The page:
Contact

Save Niles Canyon
P.O. Box 2862
Fremont, CA 94536-0862

Let us know what you can do to help…

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Comments:

4 Responses to Contact

  1. Please let us know how we can help we have a band & have organized many fund raisers. it may be too late to do that if it is then how can we help & if it’s not, who do we talk to to begin organizing I may have a location in Sunol (the event center they are friends of ours) … We live in Pleasanton…

    Thank you,
    Georgi of Georgi and the Rough Week
    (925) 846-2648H
    (650) 208-2640C

  2. Kris says:

    I attended the meeting today and felt the questions and comments were terrific. This seems like a bogus safety project that CalTrans is determined to forge ahead with. There wasn’t time to answer my question, but I left it as a written comment for CalTrans. I am concerned that the proposed retaining walls will affect wildlife that need to access Alameda Creek for water for their survival. With no access to the water, they may perish. Are there any mitigations proposed by CalTrans for this?

    • Kimberly says:

      I doubt Caltrans will provide mitigation details until it submits its reply to all comments (this will probably happen when it issues its EIR 6-months hence).

    • Roy Heaivilin says:

      yes, and NO. Mostly No, wildlife will have to walk around the ‘high water wall’. It’s location is an unlikely access route any due to steep cliff walls anyway. Most of the ‘retaining walls hold back the mountain, however in phase I, where the a retaining wall is to keep high creek water off the road because CALTRAN wants to lower the road for “a federal clearance guideline” which is somehow now more important than was 40 years ago when the current road elevations was established as being the best balance point to meet clearance and clear high water. Since they plan to lower the road and fill 22 feet by 8 feet section of creek, where storm water normally flows, they must put a high wall , and electric pump system to keep creek rain and creek water off the road. So smaller critters like foxes and raccoons which use the existing culverts to go under the road are out of luck. Keeping the culverts would allow back flow onto the highway as if a storm won’t knock out the electric power, or run off from the 800 foot hill won’t silt up the pump closing the road anyway. Fighting the natural laws is usually a bad idea, even more so when it is not needed. Once the road is wider, there’s nothing to stop, to another agency repaint the lane lines as ‘capacity improvement” at later time. Phase I is for future, bigger trucks can us and ‘another project” or it $10 million dependence on electric power to keep the road open, would not be normally be considered.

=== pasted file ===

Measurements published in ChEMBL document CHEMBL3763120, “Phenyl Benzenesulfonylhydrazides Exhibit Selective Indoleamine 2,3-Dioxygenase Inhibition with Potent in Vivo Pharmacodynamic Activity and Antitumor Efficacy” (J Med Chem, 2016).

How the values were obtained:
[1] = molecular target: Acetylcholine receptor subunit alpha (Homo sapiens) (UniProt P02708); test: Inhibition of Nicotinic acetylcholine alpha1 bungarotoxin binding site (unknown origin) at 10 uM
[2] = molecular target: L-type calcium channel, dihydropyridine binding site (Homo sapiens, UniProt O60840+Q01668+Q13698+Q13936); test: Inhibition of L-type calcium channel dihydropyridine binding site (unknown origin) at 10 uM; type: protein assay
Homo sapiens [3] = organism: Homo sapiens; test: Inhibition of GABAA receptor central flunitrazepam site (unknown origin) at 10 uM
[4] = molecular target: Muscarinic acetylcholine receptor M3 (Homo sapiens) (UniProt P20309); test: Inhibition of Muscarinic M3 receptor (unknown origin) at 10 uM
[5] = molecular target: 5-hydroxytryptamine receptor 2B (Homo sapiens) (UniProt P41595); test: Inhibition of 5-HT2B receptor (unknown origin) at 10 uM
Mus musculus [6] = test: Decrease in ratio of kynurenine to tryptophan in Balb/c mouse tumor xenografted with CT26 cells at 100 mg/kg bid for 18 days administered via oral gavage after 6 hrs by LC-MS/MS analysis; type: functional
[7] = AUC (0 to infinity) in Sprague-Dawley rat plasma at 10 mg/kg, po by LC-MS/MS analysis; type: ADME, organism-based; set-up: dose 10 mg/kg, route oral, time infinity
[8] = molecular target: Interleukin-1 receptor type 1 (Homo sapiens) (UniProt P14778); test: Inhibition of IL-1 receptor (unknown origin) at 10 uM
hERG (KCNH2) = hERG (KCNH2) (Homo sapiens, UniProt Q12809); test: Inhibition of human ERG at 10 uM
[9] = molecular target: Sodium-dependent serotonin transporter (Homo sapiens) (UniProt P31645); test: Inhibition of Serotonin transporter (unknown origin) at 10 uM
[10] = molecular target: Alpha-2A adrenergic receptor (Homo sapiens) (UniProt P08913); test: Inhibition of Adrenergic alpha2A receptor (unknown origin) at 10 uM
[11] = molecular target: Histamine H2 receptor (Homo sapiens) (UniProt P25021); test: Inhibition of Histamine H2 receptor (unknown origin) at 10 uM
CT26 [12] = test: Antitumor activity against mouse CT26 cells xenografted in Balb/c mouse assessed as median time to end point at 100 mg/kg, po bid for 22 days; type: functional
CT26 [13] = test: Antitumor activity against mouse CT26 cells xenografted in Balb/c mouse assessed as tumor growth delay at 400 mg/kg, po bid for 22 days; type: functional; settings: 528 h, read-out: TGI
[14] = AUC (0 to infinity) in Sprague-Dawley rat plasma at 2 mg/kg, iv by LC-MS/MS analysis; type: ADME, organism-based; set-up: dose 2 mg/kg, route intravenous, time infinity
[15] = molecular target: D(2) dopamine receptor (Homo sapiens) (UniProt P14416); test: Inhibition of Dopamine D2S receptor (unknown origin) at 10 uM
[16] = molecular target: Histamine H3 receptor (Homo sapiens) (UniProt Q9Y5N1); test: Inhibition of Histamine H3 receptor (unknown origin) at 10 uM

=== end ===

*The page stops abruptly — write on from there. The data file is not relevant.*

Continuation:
Only the Governor (916-445-2841) , the sheriff, or citizens militia can stop Caltrans on phase 1 madness. The Governor has the clearest legal authority to do so, by replacing the district 4 director with someone who will listen and amend the project. The current director, Sartipi, has heard but refuses to listen or amend the project. He’s also the one in charge and proceeding with a negative declaration to avoid the required environmental impact report.

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